World Bank: wars and falling oil prices hurt growth in the Middle East 2-5
World Bank: wars and falling oil prices hurt growth in the Middle East
February 5, 2016
Twilight News World Bank /said it was likely that only economic growth recorded in the Middle East and North Africa, 2.6 percent in 2015, down from what was expected in October, a 2.6 percent because of the bad impact of the war, terrorism and the falling price of oil.
In the new report, the World Bank said that the circle in Syria war five years ago and its extension to neighboring countries cost the region about $ 35 billion in the form of wasted produce compared to prices in 2007 which is equivalent to the GDP of Syria in that year.
And causing the fall in oil prices to around $ 30 a barrel, compared with more than $ 100 two years ago, a big problem for the oil exporters in the region, with government revenue has fallen sharply and the growing budget deficit. The World Bank said that the public debt to Saudi Arabia will reach 20 percent of GDP in 2017 which is more than ten times its level in 2013, which amounted to 2.2 percent.
The World Bank said in the report that "the richest oil exporters in the region who are Saudi Arabia, Qatar, Kuwait and the UAE have large reserves to enable them to cope with the deficit in the coming years but not beyond that.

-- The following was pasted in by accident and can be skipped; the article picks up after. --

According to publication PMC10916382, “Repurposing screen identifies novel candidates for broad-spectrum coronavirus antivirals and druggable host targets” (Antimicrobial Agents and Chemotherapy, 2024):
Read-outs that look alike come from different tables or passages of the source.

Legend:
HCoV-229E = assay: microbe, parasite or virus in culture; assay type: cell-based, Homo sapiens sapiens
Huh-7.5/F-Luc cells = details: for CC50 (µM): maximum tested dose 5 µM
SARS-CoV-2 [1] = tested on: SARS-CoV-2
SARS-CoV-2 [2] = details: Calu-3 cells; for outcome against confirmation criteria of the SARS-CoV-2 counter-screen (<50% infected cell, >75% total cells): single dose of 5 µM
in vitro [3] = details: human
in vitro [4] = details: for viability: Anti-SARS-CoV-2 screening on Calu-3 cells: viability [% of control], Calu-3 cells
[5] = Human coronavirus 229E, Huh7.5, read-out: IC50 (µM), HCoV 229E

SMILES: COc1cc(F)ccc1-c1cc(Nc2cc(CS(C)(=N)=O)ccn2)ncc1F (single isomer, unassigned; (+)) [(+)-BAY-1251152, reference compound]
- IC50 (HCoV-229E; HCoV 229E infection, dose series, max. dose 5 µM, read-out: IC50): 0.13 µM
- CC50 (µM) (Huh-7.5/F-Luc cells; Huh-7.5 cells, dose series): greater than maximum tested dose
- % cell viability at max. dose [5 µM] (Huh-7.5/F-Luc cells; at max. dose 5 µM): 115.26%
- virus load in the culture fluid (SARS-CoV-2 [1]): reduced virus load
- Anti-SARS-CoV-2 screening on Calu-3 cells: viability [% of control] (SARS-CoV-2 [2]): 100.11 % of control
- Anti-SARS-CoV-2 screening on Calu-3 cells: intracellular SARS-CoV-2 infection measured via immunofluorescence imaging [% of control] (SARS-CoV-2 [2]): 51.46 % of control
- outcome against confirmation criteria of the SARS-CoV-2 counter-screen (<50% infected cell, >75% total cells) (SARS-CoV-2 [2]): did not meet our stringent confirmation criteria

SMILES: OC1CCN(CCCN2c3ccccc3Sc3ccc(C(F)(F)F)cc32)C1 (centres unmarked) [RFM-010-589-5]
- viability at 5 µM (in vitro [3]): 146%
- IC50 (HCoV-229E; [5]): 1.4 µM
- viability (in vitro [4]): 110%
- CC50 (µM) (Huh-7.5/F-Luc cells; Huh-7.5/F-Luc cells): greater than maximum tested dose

"The current levels of spending and the price of oil, which has a $ 40 Saudi reserves will be exhausted by the end of the decade."
This report was published in a time when the World Bank is in talks on financing with some oil producers in other regions, including Azerbaijan, Nigeria and Angola.
The report cited estimates of the World Bank the occurrence of material damage worth between $ 3.6 billion and $ 4.5 billion in only six cities in Syria, a war-torn Aleppo, Daraa, Hama, Homs, Idlib and Latakia. They were assessing the damage in the housing, health, education, energy, water, transportation and agriculture infrastructure projects.
And it found a similar assessment in Yemen, which has also been affected by war damage ranging between four billion and five billion dollars in four cities and is the capital of Sanaa, Aden, Taiz and Zanzibar.
But the bank said that the wars there and in other areas, possibly causing larger losses in human capital at a time when Syrian refugees languish without a job and frustrated as the gains in the educational field. And prevent more than half of school-age children in Syria go to schools during 2014-2015.
Laila Mutaga an economic expert at the World Bank for the region and prepared this report that reach "a peaceful settlement in Syria, Iraq, Libya and Yemen can lead to a rapid recovery in oil production, allowing it to increase fiscal space and improve the current account balance and promote economic growth in the medium-level positive effects on the states Neighboring."